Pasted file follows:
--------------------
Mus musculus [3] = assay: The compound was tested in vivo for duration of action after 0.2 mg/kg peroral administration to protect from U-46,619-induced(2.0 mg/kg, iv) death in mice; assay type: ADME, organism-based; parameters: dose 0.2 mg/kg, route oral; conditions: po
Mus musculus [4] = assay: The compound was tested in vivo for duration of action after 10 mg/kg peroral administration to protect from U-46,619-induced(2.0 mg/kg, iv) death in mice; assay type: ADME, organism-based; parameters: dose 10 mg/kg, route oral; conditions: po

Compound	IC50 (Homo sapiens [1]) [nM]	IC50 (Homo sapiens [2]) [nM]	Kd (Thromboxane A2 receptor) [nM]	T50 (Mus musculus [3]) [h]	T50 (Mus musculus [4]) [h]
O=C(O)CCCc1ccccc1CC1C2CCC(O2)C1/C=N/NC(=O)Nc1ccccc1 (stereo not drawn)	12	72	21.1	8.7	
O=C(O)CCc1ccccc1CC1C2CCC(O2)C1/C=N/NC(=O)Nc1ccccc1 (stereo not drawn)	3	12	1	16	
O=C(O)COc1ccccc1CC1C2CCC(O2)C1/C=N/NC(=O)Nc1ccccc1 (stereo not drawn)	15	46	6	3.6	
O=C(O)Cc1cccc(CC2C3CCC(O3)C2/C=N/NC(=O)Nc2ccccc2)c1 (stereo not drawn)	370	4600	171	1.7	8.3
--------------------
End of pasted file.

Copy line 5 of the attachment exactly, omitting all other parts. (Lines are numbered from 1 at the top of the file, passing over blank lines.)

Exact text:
O=C(O)CCc1ccccc1CC1C2CCC(O2)C1/C=N/NC(=O)Nc1ccccc1 (stereo not drawn)	3	12	1	16	